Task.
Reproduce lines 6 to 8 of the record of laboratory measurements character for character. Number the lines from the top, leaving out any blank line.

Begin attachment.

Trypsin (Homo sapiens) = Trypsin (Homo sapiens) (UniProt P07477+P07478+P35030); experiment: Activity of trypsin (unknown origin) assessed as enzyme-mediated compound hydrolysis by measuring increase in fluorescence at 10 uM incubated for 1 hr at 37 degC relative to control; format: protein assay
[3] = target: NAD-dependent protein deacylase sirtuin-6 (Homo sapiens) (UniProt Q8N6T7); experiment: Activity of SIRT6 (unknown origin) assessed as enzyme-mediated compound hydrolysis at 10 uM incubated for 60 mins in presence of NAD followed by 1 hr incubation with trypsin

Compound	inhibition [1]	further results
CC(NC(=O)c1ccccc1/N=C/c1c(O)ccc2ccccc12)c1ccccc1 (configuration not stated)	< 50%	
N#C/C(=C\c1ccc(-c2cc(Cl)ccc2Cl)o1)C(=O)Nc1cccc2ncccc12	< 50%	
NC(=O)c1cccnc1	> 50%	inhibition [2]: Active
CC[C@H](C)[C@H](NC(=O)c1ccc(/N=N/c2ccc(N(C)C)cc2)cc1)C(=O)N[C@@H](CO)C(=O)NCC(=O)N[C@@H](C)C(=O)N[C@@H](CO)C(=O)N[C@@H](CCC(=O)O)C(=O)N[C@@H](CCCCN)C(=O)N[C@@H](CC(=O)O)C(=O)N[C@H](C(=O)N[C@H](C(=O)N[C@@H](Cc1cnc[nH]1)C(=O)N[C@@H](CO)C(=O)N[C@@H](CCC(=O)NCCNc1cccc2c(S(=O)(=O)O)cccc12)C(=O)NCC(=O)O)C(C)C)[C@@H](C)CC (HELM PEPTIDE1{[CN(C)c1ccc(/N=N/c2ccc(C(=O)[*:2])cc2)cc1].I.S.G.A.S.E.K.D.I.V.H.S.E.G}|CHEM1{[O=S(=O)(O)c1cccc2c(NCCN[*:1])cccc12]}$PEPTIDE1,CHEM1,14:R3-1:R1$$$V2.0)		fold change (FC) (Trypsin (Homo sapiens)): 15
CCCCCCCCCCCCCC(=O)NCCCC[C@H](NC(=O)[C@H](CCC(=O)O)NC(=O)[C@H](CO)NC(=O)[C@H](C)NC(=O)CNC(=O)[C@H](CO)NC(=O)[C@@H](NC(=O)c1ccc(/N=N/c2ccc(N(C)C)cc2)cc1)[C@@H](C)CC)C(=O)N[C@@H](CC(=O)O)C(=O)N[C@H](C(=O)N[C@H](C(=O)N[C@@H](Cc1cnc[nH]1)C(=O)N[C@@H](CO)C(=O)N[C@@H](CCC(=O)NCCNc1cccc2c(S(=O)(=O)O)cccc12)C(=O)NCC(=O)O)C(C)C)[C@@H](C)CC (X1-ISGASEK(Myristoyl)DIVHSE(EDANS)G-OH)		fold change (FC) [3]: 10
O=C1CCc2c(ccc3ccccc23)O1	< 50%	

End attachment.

NC(=O)c1cccnc1	> 50%	inhibition [2]: Active
CC[C@H](C)[C@H](NC(=O)c1ccc(/N=N/c2ccc(N(C)C)cc2)cc1)C(=O)N[C@@H](CO)C(=O)NCC(=O)N[C@@H](C)C(=O)N[C@@H](CO)C(=O)N[C@@H](CCC(=O)O)C(=O)N[C@@H](CCCCN)C(=O)N[C@@H](CC(=O)O)C(=O)N[C@H](C(=O)N[C@H](C(=O)N[C@@H](Cc1cnc[nH]1)C(=O)N[C@@H](CO)C(=O)N[C@@H](CCC(=O)NCCNc1cccc2c(S(=O)(=O)O)cccc12)C(=O)NCC(=O)O)C(C)C)[C@@H](C)CC (HELM PEPTIDE1{[CN(C)c1ccc(/N=N/c2ccc(C(=O)[*:2])cc2)cc1].I.S.G.A.S.E.K.D.I.V.H.S.E.G}|CHEM1{[O=S(=O)(O)c1cccc2c(NCCN[*:1])cccc12]}$PEPTIDE1,CHEM1,14:R3-1:R1$$$V2.0)		fold change (FC) (Trypsin (Homo sapiens)): 15
CCCCCCCCCCCCCC(=O)NCCCC[C@H](NC(=O)[C@H](CCC(=O)O)NC(=O)[C@H](CO)NC(=O)[C@H](C)NC(=O)CNC(=O)[C@H](CO)NC(=O)[C@@H](NC(=O)c1ccc(/N=N/c2ccc(N(C)C)cc2)cc1)[C@@H](C)CC)C(=O)N[C@@H](CC(=O)O)C(=O)N[C@H](C(=O)N[C@H](C(=O)N[C@@H](Cc1cnc[nH]1)C(=O)N[C@@H](CO)C(=O)N[C@@H](CCC(=O)NCCNc1cccc2c(S(=O)(=O)O)cccc12)C(=O)NCC(=O)O)C(C)C)[C@@H](C)CC (X1-ISGASEK(Myristoyl)DIVHSE(EDANS)G-OH)		fold change (FC) [3]: 10